Code:
    
    Team              PCPA     SLG    OPS    Total PA    PCPA %
    
    New York (A)      1802    .364   .616      6406     28.130%
    Boston            1832    .351   .594      6403     28.612%
    San Diego         1826    .305   .527      6271     29.118%
    Cleveland         1844    .358   .586      6255     29.480%
    Atlanta           1828    .308   .511      6186     29.551%
    Cincinnati        1882    .322   .537      6321     29.774%
    Philadelphia      1902    .331   .561      6345     29.976%
    Texas Rangers     1894    .342   .564      6301     30.059%
    Arizona           1909    .296   .514      6327     30.172%
    Los Angeles (N)   1851    .297   .511      6134     30.176%
    San Francisco     1851    .283   .490      6077     30.459%
    Oakland           1917    .323   .548      6275     30.550%
    Seattle           1877    .295   .518      6095     30.796%
    Los Angeles (A)   1914    .315   .547      6186     30.941%
    ----------------------------------------------------
    Milwaukee         1914    .307   .515      6156     31.092%
    Houston           1910    .308   .517      6139     31.113%
    St. Louis         1949    .337   .580      6246     31.204%
    Toronto           1950    .333   .569      6233     31.285%
    Chicago (N)       1933    .347   .573      6161     31.375%
    Baltimore         1938    .335   .575      6134     31.594%
    Colorado          1978    .303   .527      6238     31.709%
    Minnesota         1969    .333   .564      6192     31.799%
    Chicago (A)       1966    .327   .549      6146     31.988%
    Washington        1980    .305   .529      6142     32.237%
    New York (N)      1987    .304   .512      6146     32.330%
    Kansas City       1994    .311   .529      6086     32.764%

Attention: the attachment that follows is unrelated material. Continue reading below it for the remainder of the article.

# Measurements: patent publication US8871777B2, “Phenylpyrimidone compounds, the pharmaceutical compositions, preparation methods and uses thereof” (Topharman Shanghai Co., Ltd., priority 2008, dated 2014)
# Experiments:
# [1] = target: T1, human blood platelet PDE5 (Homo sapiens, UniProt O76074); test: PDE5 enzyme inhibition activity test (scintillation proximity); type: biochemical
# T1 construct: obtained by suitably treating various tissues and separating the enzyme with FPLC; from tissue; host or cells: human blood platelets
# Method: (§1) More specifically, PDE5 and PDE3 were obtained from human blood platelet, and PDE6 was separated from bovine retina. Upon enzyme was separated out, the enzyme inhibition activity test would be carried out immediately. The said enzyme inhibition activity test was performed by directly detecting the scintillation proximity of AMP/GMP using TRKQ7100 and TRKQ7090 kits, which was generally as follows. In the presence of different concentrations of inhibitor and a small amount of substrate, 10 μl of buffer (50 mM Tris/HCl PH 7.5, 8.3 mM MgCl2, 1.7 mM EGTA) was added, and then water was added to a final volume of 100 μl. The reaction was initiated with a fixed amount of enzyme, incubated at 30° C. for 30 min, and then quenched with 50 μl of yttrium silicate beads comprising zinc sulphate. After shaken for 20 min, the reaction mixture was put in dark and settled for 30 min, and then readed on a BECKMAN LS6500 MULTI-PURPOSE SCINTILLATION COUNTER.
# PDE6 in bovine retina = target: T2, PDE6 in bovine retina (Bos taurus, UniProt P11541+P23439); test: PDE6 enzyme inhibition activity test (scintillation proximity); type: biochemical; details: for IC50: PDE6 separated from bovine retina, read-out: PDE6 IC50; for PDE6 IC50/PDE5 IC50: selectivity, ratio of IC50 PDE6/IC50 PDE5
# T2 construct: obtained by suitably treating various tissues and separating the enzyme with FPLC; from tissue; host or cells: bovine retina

Pittsburgh        2039    .302   .522      6221     32.776%
    Tampa Bay         2007    .343   .584      6120     32.794%
    Florida           2047    .328   .575      6214     32.942%
    Detroit           2048    .337   .569      6136     33.377%
    			
    League           57738    .322   .547    186292     30.993%
    
    Code:
    
    Player            PCPA     SLG    OPS    Total PA    PCPA %  PCPA+
    
    Barry Bonds       1839    .455   .703     10519     17.483%   177
    Frank Thomas      1653    .434   .694      8602     19.216%   161
    Jeff Bagwell      2211    .418   .670      9428     23.451%   132
    Albert Pujols      902    .503   .785      3427     26.291%   118
    Alex Rodriguez    2078    .466   .738      7084     29.334%   106
    Code:
    
    Player            PCPA     SLG    OPS    Total PA    PCPA %  PCPA+
    
    Adam Dunn          661    .304   .481      2782     23.760%   130
    Austin Kearns      356    .291   .490      1467     24.267%   128
    Ken Griffey, Jr   2292    .444   .692      9053     25.318%   122
    Scott Hatteberg    987    .288   .520      3847     25.656%   121
    Rich Aurilia*      120    .358   .583       467     25.696%   121
    Edwin Encarnacion   62    .274   .468       234     26.496%   117
    Ryan Freel         324    .330   .593      1187     27.296%   114
    Javier Valentin    298    .248   .406      1049     28.408%   110
    Sean Casey        1339    .396   .675      4490     29.822%   104
    Jason LaRue        738    .318   .538      2303     32.045%    97
    Wily Mo Pena       294    .266   .419       897     32.776%    95
    Felipe Lopez       548    .306   .512      1663     32.952%    94
    Tony Womack       1961    .280   .502      5256     37.310%    83